Dublin and Belfast could soon be in different time zones because of EU vote to abolish summer time
What's the time? Could soon become a bit of a head scratcher in the years to come depending on what side of the border you are on.
On Wednesday the European Parliament voted in favour of abolishing summer time - not the general improvement in weather conditions, but rather the twice yearly change of the clocks.
The successful vote calls on the European Commission - which has in the past been reluctant to change the system - to assess a change and if necessary do anyway with the system.
Currently the clocks 'spring forward and fall back' in order to take advantage of the brighter summer nights. But MEPs argued the time change affected people's health and can lead to an increase in road traffic accidents.
During the debate in parliament MEPs heard how there was already three time zones across Europe and any change would need to be "uniform and synchronised" in order to protect the workings of the internal market.
Leading the debate Violet Bulc argued the move away from the system could improve energy consumption levels and public health.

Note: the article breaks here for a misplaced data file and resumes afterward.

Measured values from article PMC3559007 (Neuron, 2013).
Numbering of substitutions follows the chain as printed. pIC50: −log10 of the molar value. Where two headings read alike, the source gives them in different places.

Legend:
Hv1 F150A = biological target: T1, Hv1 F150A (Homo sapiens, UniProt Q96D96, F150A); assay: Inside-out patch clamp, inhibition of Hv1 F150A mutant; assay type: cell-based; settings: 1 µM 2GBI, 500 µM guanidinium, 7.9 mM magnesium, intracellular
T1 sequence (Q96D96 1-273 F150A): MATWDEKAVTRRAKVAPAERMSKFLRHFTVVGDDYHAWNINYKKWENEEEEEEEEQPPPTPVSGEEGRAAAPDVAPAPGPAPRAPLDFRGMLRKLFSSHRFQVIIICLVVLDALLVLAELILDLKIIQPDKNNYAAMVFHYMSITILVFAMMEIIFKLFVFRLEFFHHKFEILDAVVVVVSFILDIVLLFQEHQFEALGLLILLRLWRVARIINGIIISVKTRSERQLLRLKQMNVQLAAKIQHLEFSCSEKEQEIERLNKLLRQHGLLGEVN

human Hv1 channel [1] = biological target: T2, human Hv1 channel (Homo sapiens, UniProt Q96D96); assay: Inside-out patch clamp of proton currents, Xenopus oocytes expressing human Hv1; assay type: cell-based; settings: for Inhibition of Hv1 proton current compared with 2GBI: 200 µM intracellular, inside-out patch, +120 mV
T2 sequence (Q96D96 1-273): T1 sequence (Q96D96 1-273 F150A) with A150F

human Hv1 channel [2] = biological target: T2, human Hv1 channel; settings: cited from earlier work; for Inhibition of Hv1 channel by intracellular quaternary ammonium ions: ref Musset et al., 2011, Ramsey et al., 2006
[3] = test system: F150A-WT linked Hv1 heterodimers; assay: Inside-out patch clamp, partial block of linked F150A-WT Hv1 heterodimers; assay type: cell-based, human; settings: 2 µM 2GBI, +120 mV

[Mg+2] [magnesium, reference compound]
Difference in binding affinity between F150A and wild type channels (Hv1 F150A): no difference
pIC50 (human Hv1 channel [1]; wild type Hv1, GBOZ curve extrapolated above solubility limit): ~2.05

However, it was also claimed any medical evidence was "inconclusive" as to if there were any health benefits.
One MEP claimed the change would just alter the behaviours of people from summer time to the winter - in that lights would be on for longer in the evenings as opposed to the mornings - and have no overall impact.
Another MEP said it was a nuisance having to change all the clocks around her house twice a year, so this would be welcomed.
On the matter of people becoming sick because of the current change, Margrete Auken dismissed the claim: "Let's campaign to ban all east/west travel in that case. We should all be sick.
"I love summer time, those long light evenings... we can work longer, we can sit outside... you can enjoy it.
"Don't take that away."
Irish MEP Mairead McGuinness said her constituents were split on the matter. She said some had said it had been tried 40 years ago while farmers welcomed the idea their wives were more concerned about having their children go to the school and return in the dark.
"Maybe we should have a referendum on it, but the result could be close and it could be dangerous," she said.
Krzysztof Hetman added: "People want this, what are we waiting for?"
With the final decision still to be taken, the change, if approved, will come into force after Brexit meaning a decision would be needed in Westminster on if the UK would follow suit.
Belfast Telegraph Digital